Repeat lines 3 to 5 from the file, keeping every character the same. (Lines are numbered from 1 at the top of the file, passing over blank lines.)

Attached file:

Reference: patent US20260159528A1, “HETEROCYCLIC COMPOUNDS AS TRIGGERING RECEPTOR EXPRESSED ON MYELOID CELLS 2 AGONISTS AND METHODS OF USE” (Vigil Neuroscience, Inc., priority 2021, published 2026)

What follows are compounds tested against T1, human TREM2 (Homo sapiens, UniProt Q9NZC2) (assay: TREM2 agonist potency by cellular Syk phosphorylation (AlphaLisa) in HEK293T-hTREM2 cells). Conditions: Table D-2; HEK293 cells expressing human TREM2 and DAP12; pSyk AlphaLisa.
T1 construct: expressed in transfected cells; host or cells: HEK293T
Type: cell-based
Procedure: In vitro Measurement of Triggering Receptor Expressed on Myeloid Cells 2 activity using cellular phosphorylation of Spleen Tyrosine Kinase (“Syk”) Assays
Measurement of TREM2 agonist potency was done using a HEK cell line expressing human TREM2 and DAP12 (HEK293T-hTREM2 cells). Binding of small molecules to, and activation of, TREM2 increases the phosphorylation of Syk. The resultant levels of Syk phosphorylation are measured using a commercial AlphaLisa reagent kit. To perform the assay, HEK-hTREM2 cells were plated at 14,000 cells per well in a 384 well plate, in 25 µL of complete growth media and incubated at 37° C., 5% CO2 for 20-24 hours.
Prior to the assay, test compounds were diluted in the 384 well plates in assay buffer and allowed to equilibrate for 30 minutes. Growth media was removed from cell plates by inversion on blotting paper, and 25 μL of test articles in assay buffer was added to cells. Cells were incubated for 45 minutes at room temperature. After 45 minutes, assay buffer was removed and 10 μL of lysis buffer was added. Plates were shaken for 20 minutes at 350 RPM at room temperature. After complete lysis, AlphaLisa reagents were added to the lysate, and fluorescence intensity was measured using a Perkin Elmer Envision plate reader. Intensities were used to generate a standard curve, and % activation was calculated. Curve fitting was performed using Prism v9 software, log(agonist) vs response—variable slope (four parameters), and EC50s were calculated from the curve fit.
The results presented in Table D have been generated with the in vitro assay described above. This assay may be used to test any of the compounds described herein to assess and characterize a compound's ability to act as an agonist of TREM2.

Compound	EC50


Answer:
T1 construct: expressed in transfected cells; host or cells: HEK293T
Type: cell-based
Procedure: In vitro Measurement of Triggering Receptor Expressed on Myeloid Cells 2 activity using cellular phosphorylation of Spleen Tyrosine Kinase (“Syk”) Assays